Next on the reading list was plumbing. There isn't as much discussion on this topic as there was for the spring gates, but still enough to see some options. DAP sells a 4" downpipe for this turbo. You can also buy a weld on flange to adapt from the HE351 to an HX40 style downpipe. The DAP downpipe looked cleaner IMO and that's what I went with: Diesel Auto Power 4.4" HE351 2nd Gen Style Downpipe - 907001 - Diesel Auto Power, LLC . As far as intercooler piping, it’s all over the place. I've seen people fab their own out of 3" mandrel bend 90's and others running one giant section of silicone hose. Nothing out there so far that I've seen really grabbed my attention in terms of simplicity or cost effectiveness, so this area was open for anything I could come up with.

I picked up this turbo out of truck yard in Missouri. Guy was selling all kinds of used parts off anything that came through. 275$ later here it is.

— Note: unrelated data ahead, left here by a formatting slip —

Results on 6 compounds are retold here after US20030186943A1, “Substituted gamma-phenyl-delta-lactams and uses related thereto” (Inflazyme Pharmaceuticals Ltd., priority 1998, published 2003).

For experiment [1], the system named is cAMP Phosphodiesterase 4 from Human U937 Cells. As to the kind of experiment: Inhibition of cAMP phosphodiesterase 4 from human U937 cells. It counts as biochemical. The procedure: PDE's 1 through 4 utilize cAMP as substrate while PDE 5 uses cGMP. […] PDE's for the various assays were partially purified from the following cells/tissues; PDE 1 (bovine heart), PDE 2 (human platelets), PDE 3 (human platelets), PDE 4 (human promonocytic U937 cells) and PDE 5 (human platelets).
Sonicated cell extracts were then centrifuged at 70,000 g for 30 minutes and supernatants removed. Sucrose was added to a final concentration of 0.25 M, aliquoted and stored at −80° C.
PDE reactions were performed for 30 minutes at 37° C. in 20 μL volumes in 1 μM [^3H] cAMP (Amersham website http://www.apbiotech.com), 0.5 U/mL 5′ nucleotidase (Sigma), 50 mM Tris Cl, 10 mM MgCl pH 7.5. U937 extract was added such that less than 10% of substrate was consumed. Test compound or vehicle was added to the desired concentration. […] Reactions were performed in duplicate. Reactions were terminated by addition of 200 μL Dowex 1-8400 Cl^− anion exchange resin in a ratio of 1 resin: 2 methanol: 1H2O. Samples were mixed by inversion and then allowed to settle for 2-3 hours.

For being used, this turbo was impressively clean. No rust on the turbine housing had even begun to develop. Wheels were spotless. No shaft play. First thing I did was pull all the roll pins in the housings to allow clocking, and set up the turbine in the mill to open up the wastegate passage. A 3/4" drill trued up the existing hole, and then took it out to 1" at the end. I thought about 1 1/8", but it would've been close to making the hole bigger than wastegate puck. Two of the flange holes on the turbine housing are threaded and two are clearance holes. You need to drill out the two threaded holes to use it with the four studs on the factory manifold. Drill them to 13/32". Lastly, I drilled out the rivet in the wastegate actuator arm so that eyelet could be adjusted down the road.